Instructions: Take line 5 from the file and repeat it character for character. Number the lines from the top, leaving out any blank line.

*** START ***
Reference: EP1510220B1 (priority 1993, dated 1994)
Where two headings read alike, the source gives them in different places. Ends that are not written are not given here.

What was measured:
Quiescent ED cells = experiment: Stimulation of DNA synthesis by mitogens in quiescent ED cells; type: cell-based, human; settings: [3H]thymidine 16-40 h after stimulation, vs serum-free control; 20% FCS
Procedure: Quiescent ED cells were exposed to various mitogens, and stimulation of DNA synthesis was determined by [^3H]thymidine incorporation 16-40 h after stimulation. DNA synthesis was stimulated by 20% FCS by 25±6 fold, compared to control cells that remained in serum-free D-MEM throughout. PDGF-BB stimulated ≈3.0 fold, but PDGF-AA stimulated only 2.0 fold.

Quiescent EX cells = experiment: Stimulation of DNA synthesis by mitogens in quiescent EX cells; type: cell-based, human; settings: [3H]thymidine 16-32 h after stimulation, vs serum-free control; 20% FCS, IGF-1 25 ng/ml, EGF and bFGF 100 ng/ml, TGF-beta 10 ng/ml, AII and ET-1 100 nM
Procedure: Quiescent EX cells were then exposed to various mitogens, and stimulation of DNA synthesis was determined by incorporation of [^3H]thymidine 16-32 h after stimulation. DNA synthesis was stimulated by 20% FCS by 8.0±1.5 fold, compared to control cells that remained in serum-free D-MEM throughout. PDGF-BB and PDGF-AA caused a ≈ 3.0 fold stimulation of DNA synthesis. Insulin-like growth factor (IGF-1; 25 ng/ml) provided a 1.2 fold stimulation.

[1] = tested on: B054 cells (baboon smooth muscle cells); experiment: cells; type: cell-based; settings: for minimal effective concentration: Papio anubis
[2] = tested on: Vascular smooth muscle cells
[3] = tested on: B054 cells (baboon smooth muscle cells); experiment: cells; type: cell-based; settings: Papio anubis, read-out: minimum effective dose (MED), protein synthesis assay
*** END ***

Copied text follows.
Procedure: Quiescent ED cells were exposed to various mitogens, and stimulation of DNA synthesis was determined by [^3H]thymidine incorporation 16-40 h after stimulation. DNA synthesis was stimulated by 20% FCS by 25±6 fold, compared to control cells that remained in serum-free D-MEM throughout. PDGF-BB stimulated ≈3.0 fold, but PDGF-AA stimulated only 2.0 fold.